Groups in Shadow of Biomass Power Plants Request EPA Relief

Environmental Groups in 23 States Decry Unregulated Greenhouse Gas Emissions, Excessive Air Pollution From Biomass Power Plants

Pelham, MA – Environmental groups in 23 states today requested that the Environmental Protection Agency end its three year exemption of biomass power plant greenhouse gas emissions from Clean Air Act permitting –  an exemption that also enables biomass plant builders and operators to avoid using the best pollution controls for the smokestack emissions that cause local air pollution and harm human health.

Signers to the letter requesting EPA action included groups in AK, AR, AZ, CA, DE, FL, GA, HI, IN, MA, MD, MO, MT, NC, NY, OH, PA, TN, VA, VT, WA, WI, and WV.

Wood-burning power plants emit as much or more “conventional” pollution as coal and gas plants, including particulate matter, nitrous oxides, and carbon monoxide.  A BACT (Best Available Control Technology) analysis under the Clean Air Act would reduce emissions of these pollutants, but the EPA loophole that exempts biomass carbon dioxide (CO2) from regulation under the Clean Air Act means that bioenergy facilities also escape federal regulation of other air pollution, as well. The result has been a surge in biomass power plant proposals that are allowed to emit twice the pollution that they would be if they were held to stricter federal standards.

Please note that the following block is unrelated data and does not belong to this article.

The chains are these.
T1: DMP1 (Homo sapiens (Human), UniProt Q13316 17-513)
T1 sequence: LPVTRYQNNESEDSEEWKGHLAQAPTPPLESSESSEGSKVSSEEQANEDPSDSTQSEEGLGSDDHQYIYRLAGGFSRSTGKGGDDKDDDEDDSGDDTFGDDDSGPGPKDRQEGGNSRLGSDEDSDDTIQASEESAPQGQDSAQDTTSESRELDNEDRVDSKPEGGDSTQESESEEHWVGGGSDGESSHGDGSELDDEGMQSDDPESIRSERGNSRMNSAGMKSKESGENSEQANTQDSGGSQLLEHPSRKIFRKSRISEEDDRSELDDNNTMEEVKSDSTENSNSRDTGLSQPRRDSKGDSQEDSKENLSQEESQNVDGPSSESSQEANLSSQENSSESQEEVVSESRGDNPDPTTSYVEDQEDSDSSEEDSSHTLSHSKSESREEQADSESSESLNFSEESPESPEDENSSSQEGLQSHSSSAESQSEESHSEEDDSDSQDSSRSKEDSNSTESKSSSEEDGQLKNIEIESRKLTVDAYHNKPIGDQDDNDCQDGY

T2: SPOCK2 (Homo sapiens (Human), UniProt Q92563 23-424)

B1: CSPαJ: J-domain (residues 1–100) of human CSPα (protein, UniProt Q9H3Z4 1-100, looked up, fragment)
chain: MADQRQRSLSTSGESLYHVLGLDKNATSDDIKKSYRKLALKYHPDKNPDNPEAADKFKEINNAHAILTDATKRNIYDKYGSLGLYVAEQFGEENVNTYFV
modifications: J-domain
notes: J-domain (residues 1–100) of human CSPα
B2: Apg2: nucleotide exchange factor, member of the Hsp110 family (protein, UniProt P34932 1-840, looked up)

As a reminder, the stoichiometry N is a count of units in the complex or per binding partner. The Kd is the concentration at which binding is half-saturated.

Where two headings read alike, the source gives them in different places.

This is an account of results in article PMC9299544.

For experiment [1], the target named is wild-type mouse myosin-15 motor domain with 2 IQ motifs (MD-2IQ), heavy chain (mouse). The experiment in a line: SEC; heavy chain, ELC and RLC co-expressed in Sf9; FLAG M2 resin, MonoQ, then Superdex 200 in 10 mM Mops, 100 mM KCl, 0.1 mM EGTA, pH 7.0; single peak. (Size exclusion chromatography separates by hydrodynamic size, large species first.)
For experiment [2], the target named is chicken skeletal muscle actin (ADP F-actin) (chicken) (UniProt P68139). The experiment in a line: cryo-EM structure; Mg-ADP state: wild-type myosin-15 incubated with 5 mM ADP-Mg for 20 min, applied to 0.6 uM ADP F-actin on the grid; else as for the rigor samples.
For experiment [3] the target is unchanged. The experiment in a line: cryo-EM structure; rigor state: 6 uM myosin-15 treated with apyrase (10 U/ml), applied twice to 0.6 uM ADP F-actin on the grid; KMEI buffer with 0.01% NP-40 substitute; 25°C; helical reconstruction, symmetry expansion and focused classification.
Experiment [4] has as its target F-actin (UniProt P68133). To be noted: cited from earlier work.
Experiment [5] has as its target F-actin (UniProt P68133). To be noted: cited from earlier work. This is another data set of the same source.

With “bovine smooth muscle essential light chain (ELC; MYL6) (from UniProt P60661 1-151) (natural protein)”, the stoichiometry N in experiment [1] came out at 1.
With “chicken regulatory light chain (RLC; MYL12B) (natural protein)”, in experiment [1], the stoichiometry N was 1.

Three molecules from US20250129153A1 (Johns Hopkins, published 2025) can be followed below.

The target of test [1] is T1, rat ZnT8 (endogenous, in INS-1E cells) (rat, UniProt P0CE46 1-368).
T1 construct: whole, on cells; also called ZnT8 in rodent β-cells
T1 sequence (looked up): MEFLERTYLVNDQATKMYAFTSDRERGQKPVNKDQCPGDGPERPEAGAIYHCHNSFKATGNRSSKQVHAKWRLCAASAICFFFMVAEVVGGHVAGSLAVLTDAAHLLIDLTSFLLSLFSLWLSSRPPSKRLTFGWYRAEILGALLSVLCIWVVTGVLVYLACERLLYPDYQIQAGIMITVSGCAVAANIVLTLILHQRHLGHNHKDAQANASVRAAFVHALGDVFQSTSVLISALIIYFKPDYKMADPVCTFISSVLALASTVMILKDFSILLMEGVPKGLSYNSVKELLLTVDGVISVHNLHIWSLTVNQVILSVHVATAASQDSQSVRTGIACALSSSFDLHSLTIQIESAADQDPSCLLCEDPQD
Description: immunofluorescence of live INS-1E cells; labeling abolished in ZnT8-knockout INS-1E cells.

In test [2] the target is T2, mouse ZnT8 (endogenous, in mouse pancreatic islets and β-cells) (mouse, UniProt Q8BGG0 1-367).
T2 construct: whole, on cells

“The City of Lithonia, Georgia is severely impacted by various high polluting facilities such as landfills and a transfer station,” said Lithonia Mayor Deborah Jackson, echoing the concern of many citizens located “downwind” from biomass power plants.  “The addition of a poorly regulated biomass facility will add to the health burden in a community that already suffers from high rates of asthma and other respiratory ailments.”

The letter comes at an important moment, as the EPA is working to create a science-based carbon dioxide accounting scheme for biomass facilities. The agency’s own Science Advisory Board (SAB) has stated that biomass energy can not automatically be considered “carbon neutral.” The DC Circuit U.S. Court of Appeals concluded that EPA’s exemption of biomass energy from regulation of carbon dioxide under the Clean Air Act was not justified, but the agency has not yet reversed the exemption.

Burning biomass emits more climate warming carbon dioxide emissions at the smokestack than fossil fuels, including coal.  Both the court and the SAB concluded that CO2 from bioenergy facilities warms the climate just as CO2 from burning fossil fuels does, and that bioenergy facilities should not escape regulation.

To read the full letter, click here.

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